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Huge rise in number of drugs found in Norwich Prison over five years

PUBLISHED: 18:14 03 September 2018 | UPDATED: 18:14 03 September 2018

One of the wings of HMP Norwich. Photo: Bill Smith.

One of the wings of HMP Norwich. Photo: Bill Smith.

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The number of drugs including spice found by prison staff in Norwich Prison has rocketed over the last five years.

In the 12 months to March 2018, 81 searches uncovered drugs within Norwich prison - five times more than five years ago.

Over the same period, 18pc of the mandatory drug tests conducted in HMP Norwich returned a positive result, figures from the Ministry of Justice and Her Majesty’s Prison and Probation Service show.

In total, inmates failed 83 of the 450 tests conducted in the institution.

For the first time this year, the figures include psychoactive substances such as spice, 
the abuse of which has increasingly become a concern 
for prison staff.

The most common single drug type found to have been taken in Norwich was psychoactive substances, which was found in 52pc of samples.

Andrew Neilson, the campaigns director at the Howard League for Penal Reform, said: “The rising number of drugs and mobile phone confiscations is a symptom of the problems in an overburdened and under-resourced prison system that is failing the public.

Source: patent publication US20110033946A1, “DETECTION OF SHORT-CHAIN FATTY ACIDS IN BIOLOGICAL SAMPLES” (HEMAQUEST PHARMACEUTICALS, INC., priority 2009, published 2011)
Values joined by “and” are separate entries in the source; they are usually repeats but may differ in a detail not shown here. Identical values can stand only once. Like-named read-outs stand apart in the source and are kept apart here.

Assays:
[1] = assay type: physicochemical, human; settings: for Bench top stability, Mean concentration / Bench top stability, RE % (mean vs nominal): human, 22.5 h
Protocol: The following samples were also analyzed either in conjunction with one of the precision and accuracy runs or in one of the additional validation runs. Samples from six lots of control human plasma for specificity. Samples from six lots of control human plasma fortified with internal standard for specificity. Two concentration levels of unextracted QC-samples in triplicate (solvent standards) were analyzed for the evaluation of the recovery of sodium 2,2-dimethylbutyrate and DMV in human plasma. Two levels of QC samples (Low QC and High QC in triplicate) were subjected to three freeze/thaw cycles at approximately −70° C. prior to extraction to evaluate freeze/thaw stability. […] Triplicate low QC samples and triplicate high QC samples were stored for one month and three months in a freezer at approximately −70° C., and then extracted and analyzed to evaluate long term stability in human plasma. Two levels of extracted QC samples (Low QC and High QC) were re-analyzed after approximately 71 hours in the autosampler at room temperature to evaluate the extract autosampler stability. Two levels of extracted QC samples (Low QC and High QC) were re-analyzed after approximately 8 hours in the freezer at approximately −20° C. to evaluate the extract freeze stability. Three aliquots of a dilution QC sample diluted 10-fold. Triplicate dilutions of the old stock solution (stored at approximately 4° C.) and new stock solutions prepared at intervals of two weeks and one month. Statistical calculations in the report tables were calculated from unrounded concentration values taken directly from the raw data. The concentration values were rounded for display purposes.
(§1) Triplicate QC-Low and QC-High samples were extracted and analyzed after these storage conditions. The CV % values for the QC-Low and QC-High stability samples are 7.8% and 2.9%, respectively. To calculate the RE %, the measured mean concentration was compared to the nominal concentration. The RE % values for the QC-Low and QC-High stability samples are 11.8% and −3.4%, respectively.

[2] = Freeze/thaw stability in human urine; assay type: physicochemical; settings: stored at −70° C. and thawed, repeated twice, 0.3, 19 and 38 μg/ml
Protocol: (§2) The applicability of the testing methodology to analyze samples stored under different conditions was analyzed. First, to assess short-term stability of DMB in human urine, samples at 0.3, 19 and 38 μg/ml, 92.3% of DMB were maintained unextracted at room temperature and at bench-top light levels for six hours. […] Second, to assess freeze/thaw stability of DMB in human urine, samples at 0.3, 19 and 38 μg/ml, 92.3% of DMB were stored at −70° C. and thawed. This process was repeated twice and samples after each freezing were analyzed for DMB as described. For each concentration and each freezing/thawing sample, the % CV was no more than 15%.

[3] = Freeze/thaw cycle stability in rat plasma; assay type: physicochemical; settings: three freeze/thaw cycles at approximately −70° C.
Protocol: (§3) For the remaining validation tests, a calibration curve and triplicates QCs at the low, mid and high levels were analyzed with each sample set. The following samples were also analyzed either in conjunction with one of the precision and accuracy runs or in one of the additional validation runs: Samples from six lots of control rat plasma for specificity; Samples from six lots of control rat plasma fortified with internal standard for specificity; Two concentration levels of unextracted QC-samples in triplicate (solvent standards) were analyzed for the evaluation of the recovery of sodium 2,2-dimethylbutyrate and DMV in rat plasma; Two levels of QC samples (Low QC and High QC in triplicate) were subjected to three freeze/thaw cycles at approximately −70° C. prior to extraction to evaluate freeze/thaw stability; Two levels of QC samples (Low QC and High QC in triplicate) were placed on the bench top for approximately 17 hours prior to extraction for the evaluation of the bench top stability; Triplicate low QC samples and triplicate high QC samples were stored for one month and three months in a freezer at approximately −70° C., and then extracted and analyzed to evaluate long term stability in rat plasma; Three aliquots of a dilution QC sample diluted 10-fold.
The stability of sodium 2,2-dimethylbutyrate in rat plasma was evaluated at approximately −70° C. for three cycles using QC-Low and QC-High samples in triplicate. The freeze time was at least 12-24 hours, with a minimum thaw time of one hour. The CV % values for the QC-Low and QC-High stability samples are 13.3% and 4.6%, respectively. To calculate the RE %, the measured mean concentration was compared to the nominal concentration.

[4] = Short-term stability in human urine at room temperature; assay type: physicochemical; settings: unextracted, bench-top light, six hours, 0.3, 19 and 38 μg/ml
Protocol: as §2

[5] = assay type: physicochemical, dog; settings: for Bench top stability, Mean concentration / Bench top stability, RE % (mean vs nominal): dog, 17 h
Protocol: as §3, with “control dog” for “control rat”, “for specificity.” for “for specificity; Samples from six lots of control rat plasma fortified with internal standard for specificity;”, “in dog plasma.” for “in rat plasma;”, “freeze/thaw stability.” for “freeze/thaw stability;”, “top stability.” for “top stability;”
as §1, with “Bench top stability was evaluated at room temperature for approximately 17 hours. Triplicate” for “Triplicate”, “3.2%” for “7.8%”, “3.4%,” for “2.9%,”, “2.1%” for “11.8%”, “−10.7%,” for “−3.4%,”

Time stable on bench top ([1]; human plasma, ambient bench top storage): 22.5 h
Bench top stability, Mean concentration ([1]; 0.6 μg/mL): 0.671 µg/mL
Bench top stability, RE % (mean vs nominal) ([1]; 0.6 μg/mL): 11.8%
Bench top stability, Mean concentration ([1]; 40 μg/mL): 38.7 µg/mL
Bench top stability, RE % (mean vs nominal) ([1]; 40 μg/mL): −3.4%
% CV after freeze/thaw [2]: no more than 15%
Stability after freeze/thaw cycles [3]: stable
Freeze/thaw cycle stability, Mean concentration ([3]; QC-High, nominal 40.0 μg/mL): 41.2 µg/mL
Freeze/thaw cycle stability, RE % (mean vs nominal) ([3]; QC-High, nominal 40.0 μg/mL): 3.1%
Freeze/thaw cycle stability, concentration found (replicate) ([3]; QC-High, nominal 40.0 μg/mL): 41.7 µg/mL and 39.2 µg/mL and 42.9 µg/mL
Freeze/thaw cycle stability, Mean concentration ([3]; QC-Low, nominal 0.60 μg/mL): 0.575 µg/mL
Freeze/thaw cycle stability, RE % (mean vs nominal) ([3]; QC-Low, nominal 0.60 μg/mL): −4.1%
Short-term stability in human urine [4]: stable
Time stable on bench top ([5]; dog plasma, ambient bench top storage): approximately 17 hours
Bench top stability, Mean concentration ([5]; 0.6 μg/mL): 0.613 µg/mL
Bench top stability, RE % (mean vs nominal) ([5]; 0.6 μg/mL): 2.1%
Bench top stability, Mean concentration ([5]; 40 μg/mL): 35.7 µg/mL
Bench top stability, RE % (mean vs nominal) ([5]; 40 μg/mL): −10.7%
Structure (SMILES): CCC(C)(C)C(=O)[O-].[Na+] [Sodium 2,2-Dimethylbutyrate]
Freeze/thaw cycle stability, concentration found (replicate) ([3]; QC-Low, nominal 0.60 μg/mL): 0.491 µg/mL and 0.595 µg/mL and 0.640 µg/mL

“Where there is drug abuse there is also debt and violence, and these problems have become more severe in prisons across England and Wales as overcrowding and staff shortages have taken their toll.

“The best way to reduce the supply of drugs into prisons 
is to reduce the demand for 
them. This means ensuring 
that prisons are properly resourced and prisoners are occupied with purposeful 
activity, such as work, education, training and exercise.

“Above all, we need to see bold but sensible action to reduce the prison population. This would save lives, protect staff and prevent more people being swept away into deeper currents of crime and despair.”

Reacting to the national numbers, Justice Secretary David Gauke said: “New psychoactive substances (NPS) are a game changer for prison safety, and these statistics reinforce the scale of the challenge.

“We are addressing this head on, and our £7 million investment in prison security will further bolster defences via airport-security style scanners, improved searching techniques and phone-blocking technology.

“We are also adopting pioneering approaches such as our ‘Drug Recovery Prison’ pilot at HMP Holme House, which is leading the way in tackling the supply of drugs and putting offenders on a long-term path 
to recovery.”

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